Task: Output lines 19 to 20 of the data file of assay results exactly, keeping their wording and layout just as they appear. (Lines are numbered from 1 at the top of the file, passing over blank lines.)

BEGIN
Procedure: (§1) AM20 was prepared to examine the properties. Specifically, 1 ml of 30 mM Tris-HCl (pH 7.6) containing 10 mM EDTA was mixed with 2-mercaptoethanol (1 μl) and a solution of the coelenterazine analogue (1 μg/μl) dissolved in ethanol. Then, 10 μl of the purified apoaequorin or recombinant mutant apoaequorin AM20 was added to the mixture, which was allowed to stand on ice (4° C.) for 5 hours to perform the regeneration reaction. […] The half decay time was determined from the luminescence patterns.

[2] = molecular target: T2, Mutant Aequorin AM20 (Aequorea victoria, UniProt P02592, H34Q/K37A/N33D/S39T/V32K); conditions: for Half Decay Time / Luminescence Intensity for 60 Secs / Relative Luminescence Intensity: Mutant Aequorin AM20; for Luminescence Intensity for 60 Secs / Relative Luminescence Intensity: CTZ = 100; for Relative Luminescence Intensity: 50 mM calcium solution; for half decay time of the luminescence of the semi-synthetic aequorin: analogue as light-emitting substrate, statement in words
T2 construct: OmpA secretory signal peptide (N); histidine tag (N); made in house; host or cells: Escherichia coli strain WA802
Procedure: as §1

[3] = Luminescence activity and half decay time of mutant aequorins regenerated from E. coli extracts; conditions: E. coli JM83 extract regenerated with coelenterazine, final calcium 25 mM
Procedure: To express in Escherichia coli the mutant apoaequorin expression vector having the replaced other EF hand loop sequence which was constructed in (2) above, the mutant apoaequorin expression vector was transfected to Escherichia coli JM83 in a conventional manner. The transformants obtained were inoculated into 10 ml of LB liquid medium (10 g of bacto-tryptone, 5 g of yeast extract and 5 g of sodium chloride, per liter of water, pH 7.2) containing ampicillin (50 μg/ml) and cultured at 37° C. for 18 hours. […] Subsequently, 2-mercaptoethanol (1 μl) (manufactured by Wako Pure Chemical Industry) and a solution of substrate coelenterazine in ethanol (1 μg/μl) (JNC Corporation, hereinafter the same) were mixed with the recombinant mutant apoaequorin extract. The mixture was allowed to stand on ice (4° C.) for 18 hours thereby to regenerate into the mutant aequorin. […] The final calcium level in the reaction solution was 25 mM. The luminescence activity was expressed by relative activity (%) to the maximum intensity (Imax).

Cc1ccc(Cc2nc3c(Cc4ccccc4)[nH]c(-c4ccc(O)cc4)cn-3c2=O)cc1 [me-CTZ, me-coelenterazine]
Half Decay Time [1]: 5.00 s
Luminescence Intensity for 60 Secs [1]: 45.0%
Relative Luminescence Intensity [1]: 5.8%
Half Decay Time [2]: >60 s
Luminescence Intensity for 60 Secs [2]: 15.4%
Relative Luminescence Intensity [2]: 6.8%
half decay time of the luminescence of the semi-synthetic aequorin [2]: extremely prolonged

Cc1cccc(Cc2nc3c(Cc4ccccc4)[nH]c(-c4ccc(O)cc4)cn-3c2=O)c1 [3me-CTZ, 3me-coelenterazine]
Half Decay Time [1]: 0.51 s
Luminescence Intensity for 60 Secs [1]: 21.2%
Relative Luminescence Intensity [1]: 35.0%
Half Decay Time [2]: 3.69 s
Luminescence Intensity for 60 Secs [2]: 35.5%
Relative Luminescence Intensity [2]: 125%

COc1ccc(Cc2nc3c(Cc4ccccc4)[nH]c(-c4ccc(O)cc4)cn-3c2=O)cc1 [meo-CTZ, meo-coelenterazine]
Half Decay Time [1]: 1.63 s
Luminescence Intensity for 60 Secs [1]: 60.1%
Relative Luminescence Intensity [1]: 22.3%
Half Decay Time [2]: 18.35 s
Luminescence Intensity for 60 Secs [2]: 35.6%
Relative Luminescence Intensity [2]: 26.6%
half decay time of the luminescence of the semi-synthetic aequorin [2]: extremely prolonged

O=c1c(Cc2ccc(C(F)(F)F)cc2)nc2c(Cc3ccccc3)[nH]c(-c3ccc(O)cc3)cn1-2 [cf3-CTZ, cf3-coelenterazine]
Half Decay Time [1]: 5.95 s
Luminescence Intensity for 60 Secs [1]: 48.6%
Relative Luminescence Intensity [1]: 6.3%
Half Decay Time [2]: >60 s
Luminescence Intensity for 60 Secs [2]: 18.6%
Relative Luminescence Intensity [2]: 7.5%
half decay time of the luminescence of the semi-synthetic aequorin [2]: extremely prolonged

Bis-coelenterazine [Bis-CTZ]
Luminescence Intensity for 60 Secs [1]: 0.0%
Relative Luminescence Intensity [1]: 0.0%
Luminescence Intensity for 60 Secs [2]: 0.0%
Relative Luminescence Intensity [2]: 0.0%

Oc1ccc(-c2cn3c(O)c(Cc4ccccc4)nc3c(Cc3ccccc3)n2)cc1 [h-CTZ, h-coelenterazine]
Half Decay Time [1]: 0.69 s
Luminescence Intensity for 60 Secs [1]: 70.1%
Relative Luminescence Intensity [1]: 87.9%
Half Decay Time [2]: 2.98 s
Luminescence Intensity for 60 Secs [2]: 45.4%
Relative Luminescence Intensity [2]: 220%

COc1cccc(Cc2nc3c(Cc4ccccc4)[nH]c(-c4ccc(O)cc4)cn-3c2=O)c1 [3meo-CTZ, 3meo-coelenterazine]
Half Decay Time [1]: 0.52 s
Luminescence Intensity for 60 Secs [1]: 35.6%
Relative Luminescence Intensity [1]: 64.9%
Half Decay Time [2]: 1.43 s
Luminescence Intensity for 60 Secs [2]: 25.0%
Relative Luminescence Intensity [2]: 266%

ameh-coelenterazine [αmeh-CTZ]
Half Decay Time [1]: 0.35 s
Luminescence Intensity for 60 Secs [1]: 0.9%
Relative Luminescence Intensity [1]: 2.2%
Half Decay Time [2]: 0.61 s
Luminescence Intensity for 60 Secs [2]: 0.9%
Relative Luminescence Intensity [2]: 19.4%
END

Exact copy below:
Half Decay Time [2]: 3.69 s
Luminescence Intensity for 60 Secs [2]: 35.5%